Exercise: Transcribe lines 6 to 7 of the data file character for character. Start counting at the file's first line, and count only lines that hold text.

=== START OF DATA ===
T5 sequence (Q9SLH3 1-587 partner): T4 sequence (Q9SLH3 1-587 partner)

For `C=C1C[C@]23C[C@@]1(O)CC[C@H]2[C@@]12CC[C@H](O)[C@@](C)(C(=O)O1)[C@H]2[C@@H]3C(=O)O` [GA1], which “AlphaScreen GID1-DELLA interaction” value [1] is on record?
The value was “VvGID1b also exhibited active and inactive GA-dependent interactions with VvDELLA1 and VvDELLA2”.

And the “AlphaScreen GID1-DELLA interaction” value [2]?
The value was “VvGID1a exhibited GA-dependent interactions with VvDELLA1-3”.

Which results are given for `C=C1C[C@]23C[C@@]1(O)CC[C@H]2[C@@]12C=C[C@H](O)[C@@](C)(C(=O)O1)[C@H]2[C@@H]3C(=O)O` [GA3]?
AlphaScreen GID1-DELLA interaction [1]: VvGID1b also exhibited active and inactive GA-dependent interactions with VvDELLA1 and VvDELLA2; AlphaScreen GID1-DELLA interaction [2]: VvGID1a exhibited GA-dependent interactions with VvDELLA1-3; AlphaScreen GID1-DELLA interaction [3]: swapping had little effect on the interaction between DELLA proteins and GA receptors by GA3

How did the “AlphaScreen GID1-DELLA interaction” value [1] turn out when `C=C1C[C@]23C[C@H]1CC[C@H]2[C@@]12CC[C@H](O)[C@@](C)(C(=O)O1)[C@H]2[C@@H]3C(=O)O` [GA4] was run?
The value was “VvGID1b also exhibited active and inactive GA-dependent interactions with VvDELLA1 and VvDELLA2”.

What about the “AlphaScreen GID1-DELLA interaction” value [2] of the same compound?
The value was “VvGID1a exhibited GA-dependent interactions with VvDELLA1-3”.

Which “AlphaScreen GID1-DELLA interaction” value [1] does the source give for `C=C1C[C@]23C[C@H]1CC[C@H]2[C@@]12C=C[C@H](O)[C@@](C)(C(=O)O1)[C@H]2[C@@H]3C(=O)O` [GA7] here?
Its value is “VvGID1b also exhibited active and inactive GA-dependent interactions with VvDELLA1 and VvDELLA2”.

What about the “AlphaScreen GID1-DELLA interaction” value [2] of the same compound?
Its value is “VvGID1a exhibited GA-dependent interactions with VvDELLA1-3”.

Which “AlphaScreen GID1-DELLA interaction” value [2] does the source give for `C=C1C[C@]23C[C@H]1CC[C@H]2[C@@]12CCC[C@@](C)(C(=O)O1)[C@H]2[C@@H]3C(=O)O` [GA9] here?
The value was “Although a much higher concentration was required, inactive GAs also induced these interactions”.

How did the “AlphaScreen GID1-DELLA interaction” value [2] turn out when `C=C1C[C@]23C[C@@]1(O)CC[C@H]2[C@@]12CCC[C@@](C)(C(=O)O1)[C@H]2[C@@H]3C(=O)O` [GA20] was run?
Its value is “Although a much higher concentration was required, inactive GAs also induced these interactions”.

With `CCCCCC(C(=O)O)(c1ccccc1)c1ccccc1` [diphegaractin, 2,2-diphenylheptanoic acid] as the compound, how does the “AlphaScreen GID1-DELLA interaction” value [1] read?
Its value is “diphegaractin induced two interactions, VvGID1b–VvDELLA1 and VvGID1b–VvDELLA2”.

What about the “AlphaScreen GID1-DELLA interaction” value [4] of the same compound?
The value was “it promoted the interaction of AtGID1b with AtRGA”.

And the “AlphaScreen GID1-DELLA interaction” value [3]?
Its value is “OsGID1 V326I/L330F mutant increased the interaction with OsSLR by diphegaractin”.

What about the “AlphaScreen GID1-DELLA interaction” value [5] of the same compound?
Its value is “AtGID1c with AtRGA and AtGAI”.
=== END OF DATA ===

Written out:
Which results are given for `C=C1C[C@]23C[C@@]1(O)CC[C@H]2[C@@]12C=C[C@H](O)[C@@](C)(C(=O)O1)[C@H]2[C@@H]3C(=O)O` [GA3]?
AlphaScreen GID1-DELLA interaction [1]: VvGID1b also exhibited active and inactive GA-dependent interactions with VvDELLA1 and VvDELLA2; AlphaScreen GID1-DELLA interaction [2]: VvGID1a exhibited GA-dependent interactions with VvDELLA1-3; AlphaScreen GID1-DELLA interaction [3]: swapping had little effect on the interaction between DELLA proteins and GA receptors by GA3